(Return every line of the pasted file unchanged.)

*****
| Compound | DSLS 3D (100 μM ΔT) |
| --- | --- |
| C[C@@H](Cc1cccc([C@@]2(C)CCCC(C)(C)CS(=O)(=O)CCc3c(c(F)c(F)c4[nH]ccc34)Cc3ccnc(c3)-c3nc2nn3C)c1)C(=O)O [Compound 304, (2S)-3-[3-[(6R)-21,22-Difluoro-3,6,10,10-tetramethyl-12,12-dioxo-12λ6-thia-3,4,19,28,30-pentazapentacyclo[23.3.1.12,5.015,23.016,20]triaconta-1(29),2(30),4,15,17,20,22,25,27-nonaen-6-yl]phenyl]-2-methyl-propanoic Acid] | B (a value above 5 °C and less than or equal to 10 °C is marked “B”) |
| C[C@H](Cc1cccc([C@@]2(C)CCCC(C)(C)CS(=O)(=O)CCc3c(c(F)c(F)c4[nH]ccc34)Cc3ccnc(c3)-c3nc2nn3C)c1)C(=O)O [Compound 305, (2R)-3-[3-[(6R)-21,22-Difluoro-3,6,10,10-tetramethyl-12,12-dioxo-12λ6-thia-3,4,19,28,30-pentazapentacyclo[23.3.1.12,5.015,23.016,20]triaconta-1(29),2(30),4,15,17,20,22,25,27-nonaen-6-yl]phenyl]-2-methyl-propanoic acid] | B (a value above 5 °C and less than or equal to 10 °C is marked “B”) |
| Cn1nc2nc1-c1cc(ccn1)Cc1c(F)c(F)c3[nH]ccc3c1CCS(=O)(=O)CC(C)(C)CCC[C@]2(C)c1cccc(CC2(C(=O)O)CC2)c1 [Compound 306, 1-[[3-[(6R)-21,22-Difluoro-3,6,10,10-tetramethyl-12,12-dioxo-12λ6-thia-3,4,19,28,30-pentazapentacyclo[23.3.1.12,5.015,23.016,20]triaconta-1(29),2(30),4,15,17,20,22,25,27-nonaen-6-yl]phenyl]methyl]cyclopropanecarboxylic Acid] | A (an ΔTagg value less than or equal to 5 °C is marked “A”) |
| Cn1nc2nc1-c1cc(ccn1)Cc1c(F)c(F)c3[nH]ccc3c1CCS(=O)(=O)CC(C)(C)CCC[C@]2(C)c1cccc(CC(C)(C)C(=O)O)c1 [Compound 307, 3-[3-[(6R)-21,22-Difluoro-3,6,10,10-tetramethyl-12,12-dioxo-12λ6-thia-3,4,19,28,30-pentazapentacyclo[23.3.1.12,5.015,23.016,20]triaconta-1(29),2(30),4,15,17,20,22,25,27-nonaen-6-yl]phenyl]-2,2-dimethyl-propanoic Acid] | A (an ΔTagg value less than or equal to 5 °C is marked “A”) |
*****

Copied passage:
| Compound | DSLS 3D (100 μM ΔT) |
| --- | --- |
| C[C@@H](Cc1cccc([C@@]2(C)CCCC(C)(C)CS(=O)(=O)CCc3c(c(F)c(F)c4[nH]ccc34)Cc3ccnc(c3)-c3nc2nn3C)c1)C(=O)O [Compound 304, (2S)-3-[3-[(6R)-21,22-Difluoro-3,6,10,10-tetramethyl-12,12-dioxo-12λ6-thia-3,4,19,28,30-pentazapentacyclo[23.3.1.12,5.015,23.016,20]triaconta-1(29),2(30),4,15,17,20,22,25,27-nonaen-6-yl]phenyl]-2-methyl-propanoic Acid] | B (a value above 5 °C and less than or equal to 10 °C is marked “B”) |
| C[C@H](Cc1cccc([C@@]2(C)CCCC(C)(C)CS(=O)(=O)CCc3c(c(F)c(F)c4[nH]ccc34)Cc3ccnc(c3)-c3nc2nn3C)c1)C(=O)O [Compound 305, (2R)-3-[3-[(6R)-21,22-Difluoro-3,6,10,10-tetramethyl-12,12-dioxo-12λ6-thia-3,4,19,28,30-pentazapentacyclo[23.3.1.12,5.015,23.016,20]triaconta-1(29),2(30),4,15,17,20,22,25,27-nonaen-6-yl]phenyl]-2-methyl-propanoic acid] | B (a value above 5 °C and less than or equal to 10 °C is marked “B”) |
| Cn1nc2nc1-c1cc(ccn1)Cc1c(F)c(F)c3[nH]ccc3c1CCS(=O)(=O)CC(C)(C)CCC[C@]2(C)c1cccc(CC2(C(=O)O)CC2)c1 [Compound 306, 1-[[3-[(6R)-21,22-Difluoro-3,6,10,10-tetramethyl-12,12-dioxo-12λ6-thia-3,4,19,28,30-pentazapentacyclo[23.3.1.12,5.015,23.016,20]triaconta-1(29),2(30),4,15,17,20,22,25,27-nonaen-6-yl]phenyl]methyl]cyclopropanecarboxylic Acid] | A (an ΔTagg value less than or equal to 5 °C is marked “A”) |
| Cn1nc2nc1-c1cc(ccn1)Cc1c(F)c(F)c3[nH]ccc3c1CCS(=O)(=O)CC(C)(C)CCC[C@]2(C)c1cccc(CC(C)(C)C(=O)O)c1 [Compound 307, 3-[3-[(6R)-21,22-Difluoro-3,6,10,10-tetramethyl-12,12-dioxo-12λ6-thia-3,4,19,28,30-pentazapentacyclo[23.3.1.12,5.015,23.016,20]triaconta-1(29),2(30),4,15,17,20,22,25,27-nonaen-6-yl]phenyl]-2,2-dimethyl-propanoic Acid] | A (an ΔTagg value less than or equal to 5 °C is marked “A”) |